In the last two decades, there has been an exponential increase in the number of countries setting up economic zones (SEZ). SEZs aim to remove hindrances to trade and create opportunities for economic growth. While much of the academic literature on SEZs focuses on teh state practices in establishing SEZs, no attention is paid to other practices that bear semblance to SEZs. Drawing on the ethnographic fieldwork in Nigeria, Omolade Adunbi explores the notion of SEZs as an exclusive state regulatory practice. Using the example of artisanal refineries organized by youths in the Niger Delta, this lecture seeks to rethink SEZs and their relationship to oil extraction and state regulatory practices.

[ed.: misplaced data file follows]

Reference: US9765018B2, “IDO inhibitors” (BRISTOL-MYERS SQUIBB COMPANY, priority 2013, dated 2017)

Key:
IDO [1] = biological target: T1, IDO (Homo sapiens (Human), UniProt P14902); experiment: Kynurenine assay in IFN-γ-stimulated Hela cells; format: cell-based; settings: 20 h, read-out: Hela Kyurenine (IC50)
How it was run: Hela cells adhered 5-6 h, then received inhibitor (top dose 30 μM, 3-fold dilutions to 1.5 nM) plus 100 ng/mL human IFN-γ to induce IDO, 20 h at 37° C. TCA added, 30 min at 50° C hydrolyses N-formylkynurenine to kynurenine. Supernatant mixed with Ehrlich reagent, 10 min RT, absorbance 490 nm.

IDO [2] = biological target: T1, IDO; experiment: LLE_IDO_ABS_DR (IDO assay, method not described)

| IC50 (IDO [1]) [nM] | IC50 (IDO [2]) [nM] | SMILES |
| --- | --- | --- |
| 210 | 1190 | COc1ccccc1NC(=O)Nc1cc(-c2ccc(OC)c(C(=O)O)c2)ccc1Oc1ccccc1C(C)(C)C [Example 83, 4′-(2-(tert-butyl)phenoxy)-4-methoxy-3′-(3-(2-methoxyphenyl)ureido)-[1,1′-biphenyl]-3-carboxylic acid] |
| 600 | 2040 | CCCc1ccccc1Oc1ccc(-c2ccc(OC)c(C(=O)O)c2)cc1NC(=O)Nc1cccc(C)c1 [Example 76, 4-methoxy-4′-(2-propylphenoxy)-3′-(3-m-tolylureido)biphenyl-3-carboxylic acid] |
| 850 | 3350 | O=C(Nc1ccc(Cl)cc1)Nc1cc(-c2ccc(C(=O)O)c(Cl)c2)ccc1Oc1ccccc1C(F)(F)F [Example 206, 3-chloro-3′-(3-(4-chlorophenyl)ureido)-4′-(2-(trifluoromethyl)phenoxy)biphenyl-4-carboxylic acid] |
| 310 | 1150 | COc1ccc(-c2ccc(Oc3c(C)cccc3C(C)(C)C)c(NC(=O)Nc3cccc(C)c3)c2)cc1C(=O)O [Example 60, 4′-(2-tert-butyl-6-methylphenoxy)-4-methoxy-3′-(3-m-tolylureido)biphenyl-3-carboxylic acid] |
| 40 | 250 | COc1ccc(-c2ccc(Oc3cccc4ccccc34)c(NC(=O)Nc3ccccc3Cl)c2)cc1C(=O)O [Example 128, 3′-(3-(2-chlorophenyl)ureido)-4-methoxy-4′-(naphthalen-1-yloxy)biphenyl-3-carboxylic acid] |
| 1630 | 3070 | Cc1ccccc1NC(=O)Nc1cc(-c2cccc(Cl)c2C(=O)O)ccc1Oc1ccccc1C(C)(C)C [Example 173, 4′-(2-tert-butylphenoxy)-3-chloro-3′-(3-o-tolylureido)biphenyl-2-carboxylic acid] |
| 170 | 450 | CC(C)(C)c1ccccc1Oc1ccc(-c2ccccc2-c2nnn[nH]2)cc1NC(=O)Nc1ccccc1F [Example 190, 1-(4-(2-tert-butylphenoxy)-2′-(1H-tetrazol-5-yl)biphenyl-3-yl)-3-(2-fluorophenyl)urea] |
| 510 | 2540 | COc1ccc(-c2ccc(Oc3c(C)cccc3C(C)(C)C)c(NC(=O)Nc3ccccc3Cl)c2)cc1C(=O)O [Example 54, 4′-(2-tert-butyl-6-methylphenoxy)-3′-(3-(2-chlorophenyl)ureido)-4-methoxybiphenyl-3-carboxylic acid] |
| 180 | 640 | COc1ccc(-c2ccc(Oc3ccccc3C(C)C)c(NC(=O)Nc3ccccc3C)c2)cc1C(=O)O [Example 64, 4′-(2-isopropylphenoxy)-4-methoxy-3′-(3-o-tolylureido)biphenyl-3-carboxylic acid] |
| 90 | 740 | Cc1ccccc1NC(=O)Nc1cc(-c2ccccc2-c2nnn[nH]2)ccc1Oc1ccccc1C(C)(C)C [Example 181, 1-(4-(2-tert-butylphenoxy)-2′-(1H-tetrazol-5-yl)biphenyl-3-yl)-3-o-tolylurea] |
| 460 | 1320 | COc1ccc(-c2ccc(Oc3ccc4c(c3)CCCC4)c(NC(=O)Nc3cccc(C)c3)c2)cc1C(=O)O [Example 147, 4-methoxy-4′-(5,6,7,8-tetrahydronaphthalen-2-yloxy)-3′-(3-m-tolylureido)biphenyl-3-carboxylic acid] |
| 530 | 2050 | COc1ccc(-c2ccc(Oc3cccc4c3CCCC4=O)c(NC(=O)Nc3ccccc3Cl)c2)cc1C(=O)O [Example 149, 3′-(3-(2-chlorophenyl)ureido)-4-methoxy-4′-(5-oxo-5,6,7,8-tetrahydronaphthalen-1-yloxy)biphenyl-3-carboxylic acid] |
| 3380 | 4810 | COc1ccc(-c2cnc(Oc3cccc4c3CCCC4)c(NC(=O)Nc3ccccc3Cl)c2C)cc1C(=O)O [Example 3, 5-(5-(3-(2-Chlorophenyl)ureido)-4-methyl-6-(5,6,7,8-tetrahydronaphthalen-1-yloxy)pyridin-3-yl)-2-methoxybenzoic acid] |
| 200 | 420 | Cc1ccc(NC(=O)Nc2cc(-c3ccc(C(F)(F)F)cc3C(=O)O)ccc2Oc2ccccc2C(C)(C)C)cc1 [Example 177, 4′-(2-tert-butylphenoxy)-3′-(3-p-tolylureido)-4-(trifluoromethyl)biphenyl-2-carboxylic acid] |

Monday, February 3
Race, Science, and Technology in the Global African World
Crafting Spaces of Value: Special Economic Zones, Infrastructure, Energy, and Extractive Practices in Nigeria
4130 Posvar Hall
Center for African Studies along with Africana Studies Department